Burberry CEO's Upscale Vision Leaves Investors Feeling Poorer

Updated on
  • Shares plunge as Gobbetti outlines strategy for luxury brand
  • No news on creative director to succeed departing Bailey
Bloomberg’s Eric Pfanner reports on Burberry CEO Marco Gobbetti’s plans to expand upmarket luxury offerings.

Four months into the job, Burberry Group Plc’s new boss presented his vision for the company. Investors didn’t like what they heard, sending the stock tumbling the most in five years.

The problem: Marco Gobbetti’s new Burberry looks like a more expensive version of the existing one. The new chief executive officer promised to move a company known for utilitarian trenchcoats “firmly” into high-end luxury, but that’s going to cost Burberry as he weeds out underperforming shops and spruces up those that remain with a snazzier lineup of handbags.

Gobbetti also lacks the person to design those it-bags, after creative director Christopher Bailey announced his departure last week. Burberry warned investors not to hold their breath waiting for the company to fill the post.

Burberry’s plan “will require substantial reinvestment and a two-year transition period to reinvigorate the fashion content in the product offer,” RBC analyst Rogerio Fujimori said in a note. “A lot of time and patience should be required from investors.”

Gobbetti’s plans mark an evolutionary shift from the approach pursued by ex-CEO Bailey. Under its former chief, the company had already moved to reduce its exposure to mass-market retail outlets in the U.S., where its image has been diluted by wide availability and extensive discounting, and streamlined its brand offering.

For Gadfly analysis of Burberry’s strategy, click here

Investors were expecting more radical steps from an industry veteran who previously revamped LVMH’s Celine. Gobbetti, working with designer Phoebe Philo, gave the French fashion and leather brand an upscale gloss with a lineup of must-have handbags.

Burberry shares fell as much as 14 percent after the company said revenue and the operating margin will be flat in 2019 and 2020, with 15 million pounds ($19.7 million) of restructuring charges expected in the first of those fiscal years.

‘Brand Awareness’

“Burberry, in terms of brand awareness, is one of the top, top brands,” Gobbetti said at a briefing in London. “We have no intention of alienating our customer base. But we also have the opportunity to capture some customers from other players and we will do that with a new creative vision.”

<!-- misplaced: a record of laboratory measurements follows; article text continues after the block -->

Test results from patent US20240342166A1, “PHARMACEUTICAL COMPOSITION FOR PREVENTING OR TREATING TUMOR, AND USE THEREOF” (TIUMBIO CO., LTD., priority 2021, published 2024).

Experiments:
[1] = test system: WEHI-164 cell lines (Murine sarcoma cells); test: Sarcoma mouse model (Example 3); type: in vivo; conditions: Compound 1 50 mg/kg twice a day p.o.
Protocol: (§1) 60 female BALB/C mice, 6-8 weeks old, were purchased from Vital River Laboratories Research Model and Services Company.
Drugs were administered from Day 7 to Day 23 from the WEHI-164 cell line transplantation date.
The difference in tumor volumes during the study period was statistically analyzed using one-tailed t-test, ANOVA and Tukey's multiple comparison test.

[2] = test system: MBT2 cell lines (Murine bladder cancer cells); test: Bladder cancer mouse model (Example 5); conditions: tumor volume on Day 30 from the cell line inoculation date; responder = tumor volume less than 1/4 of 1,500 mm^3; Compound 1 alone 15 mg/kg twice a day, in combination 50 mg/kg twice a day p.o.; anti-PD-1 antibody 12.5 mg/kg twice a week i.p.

In expanding its handbag lineup, Gobbetti is borrowing a page from his strategy at Celine as well as LVMH’s Louis Vuitton division, where leather goods have served as the cash cow.

Burberry’s new $2,500 DK88 bag is priced comparably to offerings from some high-end luxury brands, while polo shirts and other items in the company’s lineup cost only half as much as rival offerings.

“We are creating relevant product to recruit the new fashion client,” merchandising chief Judy Collinson said. “One of the most visible ways Burberry can renew brand perception is handbags. Handbags are a sign of prestige.”

Gobbetti’s plan could cut earnings by 15 percent for fiscal 2019 and 2020, Morgan Stanley analyst Elena Mariani said in a note. The store refurbishments and other upgrades will result in capital expenditure of 150 million pounds during those years, Burberry said, with an increase to as much as 210 million pounds in the medium term.

Finding a new creative director to replace Bailey will “take some time,” Gobbetti said, declining to comment on speculation about candidates.

Strategic Deals

Burberry said Thursday that first-half revenue rose 4 percent on an underlying basis, above analyst expectations. Growth was strongest in the company’s own stores in the Asia-Pacific region, the company said.

The drop in the shares came after the stock rose to a record earlier this week when Kevin Wills, chief financial officer of Tapestry Inc., formerly known as Coach, said the New York-based company is seeking strategic acquisitions.

“Burberry’s premium valuation already discounts an overly optimistic view on brand turnaround potential, of which visibility is still limited,” Bank of America Merrill Lynch analysts led by Ashley Wallace said in a note.

— With assistance by William Canny, and Lisa Pham

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